|

Maine Domestic Partner Benefits: What you need to know

In November 2012, voters in Maine approved a ballot measure allowing the state to issue marriage licenses to same-sex couples. The law became effective December 29, 2012. The 2012 vote overturned a 2009 ballot measure that banned same-sex marriage.
The U.S. Supreme Court has struck down as unconstitutional Section 3 of the federal Defense of Marriage Act (DOMA), which defined marriage as only between a man and a woman (United States v. Windsor, 133 S.Ct. 2675 (2013)). The ruling requires equal treatment under federal law of spouses in legally recognized same-sex and opposite-sex marriages. Therefore, most employee benefit plans regulated by federal law under the Employee Retirement Income Security Act (ERISA) must provide equally for those in same-sex and opposite-sex marriages. In addition, all same-sex couples legally married in jurisdictions that recognize their marriages are treated as married for federal tax purposes.
The federal Family and Medical Leave Act (FMLA) requires employers with 50 or more employees to provide up to 12 weeks of unpaid family and medical leave to an eligible employee who needs to care for a spouse with a serious health condition. Following the U.S. Supreme Court's decision in Windsor, employers in Maine are required to provide an employee in a same-sex marriage with FMLA leave on the same basis as an employee in an opposite-sex marriage.
For a Limited Time receive a FREE HR Report on the "Critical HR Recordkeeping”.  This exclusive special report covers hiring records, employment relationships, termination records, litigation issues, electronic information issues, tips for better recordkeeping, and a list of legal requirements.  Download Now
Maine's domestic partnership law provides limited rights for couples who choose to enter into a domestic partnership (ME Rev. Stat. Tit. 22 Sec. 2710). The term "domestic partners" is defined as two unmarried adults who are domiciled together under a long-term arrangement that evidences a commitment to remain responsible ...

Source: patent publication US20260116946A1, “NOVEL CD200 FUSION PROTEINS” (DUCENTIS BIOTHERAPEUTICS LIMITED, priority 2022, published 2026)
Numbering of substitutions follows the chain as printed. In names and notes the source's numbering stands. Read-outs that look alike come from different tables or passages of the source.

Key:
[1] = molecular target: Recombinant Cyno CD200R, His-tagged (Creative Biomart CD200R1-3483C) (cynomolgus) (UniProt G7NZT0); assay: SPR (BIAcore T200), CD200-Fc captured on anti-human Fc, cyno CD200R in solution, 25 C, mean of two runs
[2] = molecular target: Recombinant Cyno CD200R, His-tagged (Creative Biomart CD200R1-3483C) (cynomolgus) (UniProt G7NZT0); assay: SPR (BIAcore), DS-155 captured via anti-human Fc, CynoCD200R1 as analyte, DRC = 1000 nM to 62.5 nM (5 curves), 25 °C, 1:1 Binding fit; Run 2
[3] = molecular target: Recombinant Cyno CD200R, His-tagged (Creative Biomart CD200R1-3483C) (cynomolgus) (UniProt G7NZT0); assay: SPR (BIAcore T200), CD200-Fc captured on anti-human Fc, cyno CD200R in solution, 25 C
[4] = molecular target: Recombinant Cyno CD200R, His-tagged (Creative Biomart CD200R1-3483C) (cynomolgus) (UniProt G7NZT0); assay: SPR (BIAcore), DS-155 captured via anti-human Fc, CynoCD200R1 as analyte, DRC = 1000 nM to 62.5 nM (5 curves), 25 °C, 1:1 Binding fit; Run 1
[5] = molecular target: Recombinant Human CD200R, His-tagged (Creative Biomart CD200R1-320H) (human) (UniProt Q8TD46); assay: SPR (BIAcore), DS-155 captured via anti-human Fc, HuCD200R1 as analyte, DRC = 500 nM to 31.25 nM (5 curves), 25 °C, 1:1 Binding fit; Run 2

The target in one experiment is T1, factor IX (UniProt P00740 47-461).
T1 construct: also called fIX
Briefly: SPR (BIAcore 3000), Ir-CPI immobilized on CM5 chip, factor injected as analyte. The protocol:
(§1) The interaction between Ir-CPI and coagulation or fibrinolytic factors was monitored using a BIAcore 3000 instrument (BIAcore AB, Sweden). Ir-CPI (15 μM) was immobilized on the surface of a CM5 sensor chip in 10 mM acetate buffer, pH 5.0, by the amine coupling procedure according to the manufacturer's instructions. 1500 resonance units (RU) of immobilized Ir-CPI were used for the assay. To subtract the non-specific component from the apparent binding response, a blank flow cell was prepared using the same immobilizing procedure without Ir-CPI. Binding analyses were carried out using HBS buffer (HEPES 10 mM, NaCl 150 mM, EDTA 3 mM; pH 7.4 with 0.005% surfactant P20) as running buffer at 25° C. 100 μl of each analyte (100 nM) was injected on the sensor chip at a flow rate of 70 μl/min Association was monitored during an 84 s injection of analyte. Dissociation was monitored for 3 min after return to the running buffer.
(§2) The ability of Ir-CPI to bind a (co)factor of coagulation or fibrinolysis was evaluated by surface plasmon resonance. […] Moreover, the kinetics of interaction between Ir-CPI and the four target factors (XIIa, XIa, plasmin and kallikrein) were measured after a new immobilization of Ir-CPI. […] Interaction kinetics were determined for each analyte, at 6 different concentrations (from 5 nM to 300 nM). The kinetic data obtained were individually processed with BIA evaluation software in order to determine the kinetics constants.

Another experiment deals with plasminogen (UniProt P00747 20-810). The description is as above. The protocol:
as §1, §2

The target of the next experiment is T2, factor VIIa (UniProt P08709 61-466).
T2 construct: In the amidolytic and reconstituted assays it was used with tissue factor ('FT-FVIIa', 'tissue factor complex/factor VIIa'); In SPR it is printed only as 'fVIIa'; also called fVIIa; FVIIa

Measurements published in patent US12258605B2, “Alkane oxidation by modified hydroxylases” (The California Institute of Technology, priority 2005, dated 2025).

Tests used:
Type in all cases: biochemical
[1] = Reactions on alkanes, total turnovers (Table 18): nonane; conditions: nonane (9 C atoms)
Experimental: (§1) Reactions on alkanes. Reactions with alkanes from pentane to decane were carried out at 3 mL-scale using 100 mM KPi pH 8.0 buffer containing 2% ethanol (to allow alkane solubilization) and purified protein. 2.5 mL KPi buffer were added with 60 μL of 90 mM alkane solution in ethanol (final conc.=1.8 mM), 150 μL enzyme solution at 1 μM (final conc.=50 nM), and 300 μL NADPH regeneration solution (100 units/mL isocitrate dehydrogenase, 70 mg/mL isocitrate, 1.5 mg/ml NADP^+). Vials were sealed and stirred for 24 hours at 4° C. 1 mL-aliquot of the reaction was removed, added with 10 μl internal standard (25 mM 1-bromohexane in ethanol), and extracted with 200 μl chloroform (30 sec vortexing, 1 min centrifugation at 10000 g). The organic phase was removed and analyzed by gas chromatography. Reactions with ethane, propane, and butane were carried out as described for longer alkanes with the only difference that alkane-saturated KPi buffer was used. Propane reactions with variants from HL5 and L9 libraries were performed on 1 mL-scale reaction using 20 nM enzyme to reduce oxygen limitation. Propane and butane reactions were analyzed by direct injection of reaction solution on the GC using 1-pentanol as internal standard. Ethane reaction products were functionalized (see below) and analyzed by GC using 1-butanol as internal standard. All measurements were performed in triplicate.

>> Read more about Domestic Partner Benefits

More on this topic:

State Requirements

National | California | Colorado | Connecticut | Delaware | District of Columbia | Hawaii | Illinois | Iowa | Maine | Maryland | Massachusetts | Minnesota | Nevada | New Hampshire | New Jersey | New Mexico | New York | Oregon | Pennsylvania | Rhode Island | Vermont | Washington | Wisconsin |

Maine Domestic Partner Benefits Resources

Domestic Partner Benefits Products

Benchmark Benefit Survey: Spousal and Domestic Partner Benefits
A 2011 benchmark survey to identify current policies on covering spousal and domestic partner benefits was conducted by BLR. National data sorted by demographics - regional, industry, company size and region is now available to help you build your own plan."
Employment Tax Audits Webinar Recording
BLR Webinar: "Employment Tax Audits: What You Need to Know Now About the IRS’s New In-Depth Scrutiny of Your Independent Contractor Classifications""
Employee Benefits Webinar Recording
BLR Webinar: "Employee Benefits: What the New IRS Guidelines on ESOPs Mean for You""
Employee Benefits Bootcamp Recording
BLR Bootcamp: "Employee Benefits Bootcamp: Get Your Benefits in Compliance Ahead of the ACA’s 2014 Deadline""
Immigration Compliance Boot Camp Recording
BLR Boot Camp: "Immigration Compliance Boot Camp: Keeping Your Documentation and Processes Up to Date""
Free Special Reports
Get Your FREE HR Management Special Report. Download Any One Of These FREE Special Reports, Instantly!
Featured Special Report
Claim Your Free Copy of Critical HR Recordkeeping

Record retention is complex and time consuming. However, in addition to complying with various federal and state laws, keeping good, well-organized records can be very helpful in documenting and supporting an organization’s employment actions.
Download Now!


This special report will discuss how you can ensure your records are in good order, and establish a record-retention policy.

Topics covered:
1. Hiring Records
2. Employment Relationships
3. Termination Records
4. Litigation Issues
5. Electronic Information Issues
6. Tips for Better Recordkeeping
7. A List of Legal Requirements

Make sure you have the information you need to know to keep your records in order.